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[Column] Daniel Mausoof: Building a framework for neutral hosting in Middle East and Africa

[Column] Daniel Mausoof: Building a framework for neutral hosting in Middle East and Africa

Digital connectivity is synonymous with progress. As the United Nations highlights, it is for many people a basic service that connects them to health, welfare, education, financial services and more. It is the neural network behind the digital click of the button that opens the door to economic growth, citizen engagement and social equality.

However, in developing countries, only 70% of households have internet compared with 92% in developed countries. There is a need for increased connectivity to ensure that countries lagging on digital within the Middle East and Africa region are pulled forward into the digital age, benefitting from the social and economic advantages it has to offer.

In South Africa, the State IT Agency (SITA), has committed to the development of a national broadband project estimated at around R6 billion. The goal is to increase connectivity while reducing the costs across government, municipalities, and state agencies. As Communications Minister, Mondli Gungubele, stated in April 2024, SITA has committed to 98% core network availability across more than 7,500 connected government sites.

The initiative was set to establish 9,900 Wi-Fi hotspots across 16 districts in 2023 using its SA Connect programme and is running behind the commitment, highlighting the need for increased collaboration with key stakeholders alongside the use of neutral hosting and network sharing to drive momentum. This is already a key role played by Nokia in the Middle East and Africa with its strategic approach to neutral hosting as it narrows the digital gap and is aligned with the company’s mobile network strategy of connecting the unconnected.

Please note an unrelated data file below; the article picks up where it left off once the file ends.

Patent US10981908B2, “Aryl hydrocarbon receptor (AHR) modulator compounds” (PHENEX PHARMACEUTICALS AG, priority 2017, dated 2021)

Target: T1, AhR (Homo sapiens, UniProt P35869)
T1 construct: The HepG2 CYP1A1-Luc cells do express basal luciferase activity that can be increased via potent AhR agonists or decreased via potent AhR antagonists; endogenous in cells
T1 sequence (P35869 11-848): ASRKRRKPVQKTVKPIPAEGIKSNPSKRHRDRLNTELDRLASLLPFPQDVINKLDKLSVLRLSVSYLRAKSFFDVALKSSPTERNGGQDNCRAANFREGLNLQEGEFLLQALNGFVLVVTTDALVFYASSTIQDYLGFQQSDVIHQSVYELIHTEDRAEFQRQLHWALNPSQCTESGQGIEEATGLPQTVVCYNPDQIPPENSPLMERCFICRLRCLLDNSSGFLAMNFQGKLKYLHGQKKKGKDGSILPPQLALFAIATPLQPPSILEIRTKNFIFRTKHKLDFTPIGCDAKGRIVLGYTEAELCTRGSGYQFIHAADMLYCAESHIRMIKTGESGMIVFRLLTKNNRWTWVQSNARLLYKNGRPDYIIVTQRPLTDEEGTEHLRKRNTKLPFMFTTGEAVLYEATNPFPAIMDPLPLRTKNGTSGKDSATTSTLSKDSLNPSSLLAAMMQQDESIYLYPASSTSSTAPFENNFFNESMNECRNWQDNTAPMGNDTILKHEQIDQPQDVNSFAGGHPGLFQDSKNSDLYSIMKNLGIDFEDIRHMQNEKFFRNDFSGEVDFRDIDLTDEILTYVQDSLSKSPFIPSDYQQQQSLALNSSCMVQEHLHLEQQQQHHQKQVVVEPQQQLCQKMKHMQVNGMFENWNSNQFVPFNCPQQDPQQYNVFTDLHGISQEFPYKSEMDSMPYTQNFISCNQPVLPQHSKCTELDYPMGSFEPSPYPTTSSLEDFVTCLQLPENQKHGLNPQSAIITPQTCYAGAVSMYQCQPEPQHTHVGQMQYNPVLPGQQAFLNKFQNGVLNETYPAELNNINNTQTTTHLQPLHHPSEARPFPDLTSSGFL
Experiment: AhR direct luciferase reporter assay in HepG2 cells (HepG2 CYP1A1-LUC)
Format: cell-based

It is an approach that can have immense impact across the MEA region, especially when in collaboration with leading organisations and government entities. Neutral hosting isn’t a new concept as multi-tenant solutions and network sharing have been prevalent in MEA. Today, however, the value of this approach lies in collaboration between agencies like SITA, communication service providers, data centre providers, and other stakeholders as everyone can pool resources and allow for the shared use of assets to impact coverage across rural and urban areas.

It is an intelligent move that benefits all stakeholders while simultaneously addressing the digital divide. Organisations already playing a lead role in this space, particularly with 4G and 5G technologies, can extend their solutions to address digital inequalities and ensure broader and more diverse connectivity. Using neutral hosting, companies can enhance their 5G densification, collaborate with enterprises for industry-specific coverage, and provide connectivity to underserved communities.

However, delivering impact and creating value aren’t guaranteed with this approach. There has to be shared commitment across organisations, such as SITA, to develop new business models that unite the ecosystem, foster dialogue and create a shared vision. Within this open framework it is far easier for stakeholders to discuss regulatory frameworks, avoid waste and infrastructure duplication, and adapt network sharing policies where relevant and possible.

One of the core benefits of a neutral hosting model is that it can recover network build costs through the hosting of multiple tenants – it frees up resources that can be redirected towards core business activities while empowering organisations to deliver exceptional services. It also helps to alleviate the challenge of capital scarcity – a challenge in the region – through the more economically viable option of sharing infrastructure, and when accompanied by the surging demand for data, it allows for intelligent network upgrading within economic boundaries.

Closing the digital gap isn’t just a technological challenge, it is a social and economic imperative that can launch the region into the future and allow it to fully realise its potential. It is essential that companies share this vision for growth and are committed to providing solutions that bridge the digital divide in Africa, Middle East and beyond. Neutral hosting and shared networks are a viable and intelligent step towards shared growth and development and can play a crucial role in reimagining the potential of the region.

Daniel Mausoof is the Market Head, Technology and Solutions for Mobile Networks, Middle East and Africa at Nokia.









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